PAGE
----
Astragalus gilmanii Tidestr.
Gilman’s milk vetch
|Kingdom||Plantae||Plants, but not fungi, lichens, or algae|
|Subkingdom||Tracheobionta||Vascular plants—plants with a “circulatory system” for delivering water and nutrients|
|Division||Magnoliophyta||Flowering plants, also known as angiosperms|
|Class||Magnoliopsida||Dicotyledons—plants with two initial seed leaves|
|Subclass||Rosidae||Roses, legumes, proteas, dogwoods, hydrangeas, mistletoes, euphorbias, grapes, many more|
|Order||Fabales||Legumes (pea and bean families)|
|Family||Fabaceae||Legume family (peas and beans)|
|Genus||Astragalus||From the Greek astragalos meaning “ankle bone” and an early name applied to some plants in this family because of the shape of the seeds|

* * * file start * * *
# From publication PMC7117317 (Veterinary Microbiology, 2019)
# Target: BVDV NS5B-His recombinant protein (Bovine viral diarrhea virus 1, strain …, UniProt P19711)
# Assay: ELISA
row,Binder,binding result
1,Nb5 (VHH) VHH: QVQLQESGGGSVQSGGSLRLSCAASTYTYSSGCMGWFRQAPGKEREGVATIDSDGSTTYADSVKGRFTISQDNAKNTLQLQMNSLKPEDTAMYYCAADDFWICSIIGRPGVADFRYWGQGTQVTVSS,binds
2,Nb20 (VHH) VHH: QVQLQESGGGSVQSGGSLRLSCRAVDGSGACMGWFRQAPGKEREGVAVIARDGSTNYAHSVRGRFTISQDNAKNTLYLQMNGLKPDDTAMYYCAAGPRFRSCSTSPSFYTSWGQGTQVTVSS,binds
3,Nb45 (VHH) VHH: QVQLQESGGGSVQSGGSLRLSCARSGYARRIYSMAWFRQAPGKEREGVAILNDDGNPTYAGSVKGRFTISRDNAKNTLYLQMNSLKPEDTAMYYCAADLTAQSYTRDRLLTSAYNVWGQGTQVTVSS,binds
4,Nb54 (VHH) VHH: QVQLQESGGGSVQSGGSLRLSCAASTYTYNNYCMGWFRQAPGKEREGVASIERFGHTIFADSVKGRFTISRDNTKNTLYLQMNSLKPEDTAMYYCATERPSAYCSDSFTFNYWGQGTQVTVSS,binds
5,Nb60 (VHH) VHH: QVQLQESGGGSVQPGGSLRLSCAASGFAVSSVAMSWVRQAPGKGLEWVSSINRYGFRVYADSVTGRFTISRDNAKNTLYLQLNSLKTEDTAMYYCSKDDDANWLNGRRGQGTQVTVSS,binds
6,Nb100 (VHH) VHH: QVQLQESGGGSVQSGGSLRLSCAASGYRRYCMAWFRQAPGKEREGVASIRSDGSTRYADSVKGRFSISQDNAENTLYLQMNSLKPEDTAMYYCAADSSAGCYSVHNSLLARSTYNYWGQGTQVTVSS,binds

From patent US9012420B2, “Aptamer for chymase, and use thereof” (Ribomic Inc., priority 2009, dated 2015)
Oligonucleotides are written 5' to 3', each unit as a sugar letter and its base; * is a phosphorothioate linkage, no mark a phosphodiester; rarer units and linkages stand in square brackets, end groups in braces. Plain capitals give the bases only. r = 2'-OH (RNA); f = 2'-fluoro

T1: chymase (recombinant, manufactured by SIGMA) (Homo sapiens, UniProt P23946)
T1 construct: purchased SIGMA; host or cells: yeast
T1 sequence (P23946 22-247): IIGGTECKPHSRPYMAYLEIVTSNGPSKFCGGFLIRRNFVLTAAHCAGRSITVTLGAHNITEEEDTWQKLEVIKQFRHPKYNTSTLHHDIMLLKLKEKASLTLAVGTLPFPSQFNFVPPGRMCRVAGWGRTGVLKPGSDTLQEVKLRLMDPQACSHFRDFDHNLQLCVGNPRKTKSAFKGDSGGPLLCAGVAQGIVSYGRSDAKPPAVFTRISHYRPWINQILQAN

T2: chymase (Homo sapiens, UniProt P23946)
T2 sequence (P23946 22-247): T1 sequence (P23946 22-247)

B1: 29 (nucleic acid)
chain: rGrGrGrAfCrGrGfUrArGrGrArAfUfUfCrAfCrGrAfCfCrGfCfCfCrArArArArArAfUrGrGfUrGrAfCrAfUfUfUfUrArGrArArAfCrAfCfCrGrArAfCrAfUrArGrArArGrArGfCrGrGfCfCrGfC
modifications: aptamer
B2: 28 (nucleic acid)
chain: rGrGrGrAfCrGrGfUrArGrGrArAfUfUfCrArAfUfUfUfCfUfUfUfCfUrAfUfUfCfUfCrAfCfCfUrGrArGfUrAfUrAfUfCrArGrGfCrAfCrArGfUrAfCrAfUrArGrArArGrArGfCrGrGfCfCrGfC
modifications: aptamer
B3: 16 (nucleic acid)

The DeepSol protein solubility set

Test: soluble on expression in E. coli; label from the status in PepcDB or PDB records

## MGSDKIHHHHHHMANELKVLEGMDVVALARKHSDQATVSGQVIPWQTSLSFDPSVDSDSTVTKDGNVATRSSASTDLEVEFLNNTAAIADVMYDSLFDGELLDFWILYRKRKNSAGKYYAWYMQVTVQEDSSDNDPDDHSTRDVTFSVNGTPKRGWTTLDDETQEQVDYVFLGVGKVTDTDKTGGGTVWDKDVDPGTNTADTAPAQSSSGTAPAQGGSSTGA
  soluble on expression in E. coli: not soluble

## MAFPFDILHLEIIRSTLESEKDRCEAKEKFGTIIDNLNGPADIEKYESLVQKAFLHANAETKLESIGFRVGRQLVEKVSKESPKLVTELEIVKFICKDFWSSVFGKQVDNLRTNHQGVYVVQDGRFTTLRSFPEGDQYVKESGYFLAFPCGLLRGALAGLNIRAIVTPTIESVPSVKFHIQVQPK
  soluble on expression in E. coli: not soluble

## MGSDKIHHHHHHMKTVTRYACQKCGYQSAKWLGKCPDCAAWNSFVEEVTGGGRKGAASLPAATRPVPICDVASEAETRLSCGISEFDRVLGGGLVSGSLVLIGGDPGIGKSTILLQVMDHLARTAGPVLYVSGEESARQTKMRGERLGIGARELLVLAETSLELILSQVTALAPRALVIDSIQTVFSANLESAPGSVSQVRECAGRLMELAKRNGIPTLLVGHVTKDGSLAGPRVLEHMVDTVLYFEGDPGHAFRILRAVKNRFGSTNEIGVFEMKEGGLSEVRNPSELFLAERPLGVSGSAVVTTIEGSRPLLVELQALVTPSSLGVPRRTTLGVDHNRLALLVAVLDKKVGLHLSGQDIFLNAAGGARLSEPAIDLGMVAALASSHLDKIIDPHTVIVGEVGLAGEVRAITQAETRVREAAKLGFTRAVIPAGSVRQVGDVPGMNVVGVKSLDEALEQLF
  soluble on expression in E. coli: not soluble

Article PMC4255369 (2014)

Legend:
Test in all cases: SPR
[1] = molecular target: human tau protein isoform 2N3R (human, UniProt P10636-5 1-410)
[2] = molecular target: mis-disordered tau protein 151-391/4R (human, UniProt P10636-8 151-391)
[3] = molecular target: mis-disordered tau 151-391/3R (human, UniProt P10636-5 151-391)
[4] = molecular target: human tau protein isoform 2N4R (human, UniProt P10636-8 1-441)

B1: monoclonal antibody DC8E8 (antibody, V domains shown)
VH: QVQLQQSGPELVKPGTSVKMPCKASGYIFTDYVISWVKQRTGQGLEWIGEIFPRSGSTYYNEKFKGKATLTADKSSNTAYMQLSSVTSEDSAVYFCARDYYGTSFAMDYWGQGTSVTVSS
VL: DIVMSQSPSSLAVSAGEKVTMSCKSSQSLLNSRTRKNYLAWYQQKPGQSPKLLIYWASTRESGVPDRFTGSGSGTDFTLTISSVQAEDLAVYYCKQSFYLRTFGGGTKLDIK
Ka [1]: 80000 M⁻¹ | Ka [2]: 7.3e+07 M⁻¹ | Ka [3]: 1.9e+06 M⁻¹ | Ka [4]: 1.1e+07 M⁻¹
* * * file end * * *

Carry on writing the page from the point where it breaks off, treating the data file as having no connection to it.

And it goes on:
|Species||gilmanii||After Marshall French Gilman (1871-1944), a Death Valley naturalist|
About plant names...
Gilman's milk vetch is native to Nevada and a few locations in the Panamint Range next to Death
Valley in California, at elevations between 1.1 mi (1.8 km) and 1.9 mi (3 km).
Identification: Forms clumps of hairy stems up to 12" (30 cm) in length.
Leaves are up to 4" (10 cm) long, composed of several fuzzy leaflets with purple margins. Leaf tips are sometimes
notched. Flowers are
pink-purple, less than ½" (1.3 cm) long. Fruit is a pink, papery, mostly air-filled pea-like sack about 1" (2.5 cm) in length, containing one or a few green seeds. This plant is uncommon and restricted in range.
SEINet—the Southwest Environmental Information Network
The Madrean Archipelago Biodiversity Assessment
The Jepson Manual
Astragalus gilmanii description by Thomas H. Kent, last updated 25 May 2020.
© FloraFinder.org. All rights reserved.
6/26/2007 · Roger’s Service Road, Death Valley, California · By Rhonda Tatiana Schorer
About this map...